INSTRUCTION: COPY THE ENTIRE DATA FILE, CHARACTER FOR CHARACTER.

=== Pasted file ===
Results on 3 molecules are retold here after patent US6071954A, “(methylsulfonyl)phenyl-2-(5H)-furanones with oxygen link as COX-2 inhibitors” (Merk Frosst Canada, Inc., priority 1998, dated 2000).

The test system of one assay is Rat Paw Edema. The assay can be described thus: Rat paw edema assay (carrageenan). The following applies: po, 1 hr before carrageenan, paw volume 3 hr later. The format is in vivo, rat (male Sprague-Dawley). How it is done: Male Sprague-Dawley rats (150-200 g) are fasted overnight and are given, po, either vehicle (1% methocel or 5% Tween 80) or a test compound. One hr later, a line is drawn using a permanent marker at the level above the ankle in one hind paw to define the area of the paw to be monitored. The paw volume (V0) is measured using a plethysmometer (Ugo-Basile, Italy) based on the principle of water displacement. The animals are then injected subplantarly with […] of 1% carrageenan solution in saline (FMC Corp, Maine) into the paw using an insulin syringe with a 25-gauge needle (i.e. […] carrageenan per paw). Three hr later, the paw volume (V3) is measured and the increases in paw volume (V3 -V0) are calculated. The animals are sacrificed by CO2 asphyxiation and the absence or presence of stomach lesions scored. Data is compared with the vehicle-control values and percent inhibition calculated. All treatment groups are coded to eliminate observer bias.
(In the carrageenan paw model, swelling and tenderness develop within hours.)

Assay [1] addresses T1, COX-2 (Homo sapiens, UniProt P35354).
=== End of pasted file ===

Results on 3 molecules are retold here after patent US6071954A, “(methylsulfonyl)phenyl-2-(5H)-furanones with oxygen link as COX-2 inhibitors” (Merk Frosst Canada, Inc., priority 1998, dated 2000).

The test system of one assay is Rat Paw Edema. The assay can be described thus: Rat paw edema assay (carrageenan). The following applies: po, 1 hr before carrageenan, paw volume 3 hr later. The format is in vivo, rat (male Sprague-Dawley). How it is done: Male Sprague-Dawley rats (150-200 g) are fasted overnight and are given, po, either vehicle (1% methocel or 5% Tween 80) or a test compound. One hr later, a line is drawn using a permanent marker at the level above the ankle in one hind paw to define the area of the paw to be monitored. The paw volume (V0) is measured using a plethysmometer (Ugo-Basile, Italy) based on the principle of water displacement. The animals are then injected subplantarly with […] of 1% carrageenan solution in saline (FMC Corp, Maine) into the paw using an insulin syringe with a 25-gauge needle (i.e. […] carrageenan per paw). Three hr later, the paw volume (V3) is measured and the increases in paw volume (V3 -V0) are calculated. The animals are sacrificed by CO2 asphyxiation and the absence or presence of stomach lesions scored. Data is compared with the vehicle-control values and percent inhibition calculated. All treatment groups are coded to eliminate observer bias.
(In the carrageenan paw model, swelling and tenderness develop within hours.)

Assay [1] addresses T1, COX-2 (Homo sapiens, UniProt P35354).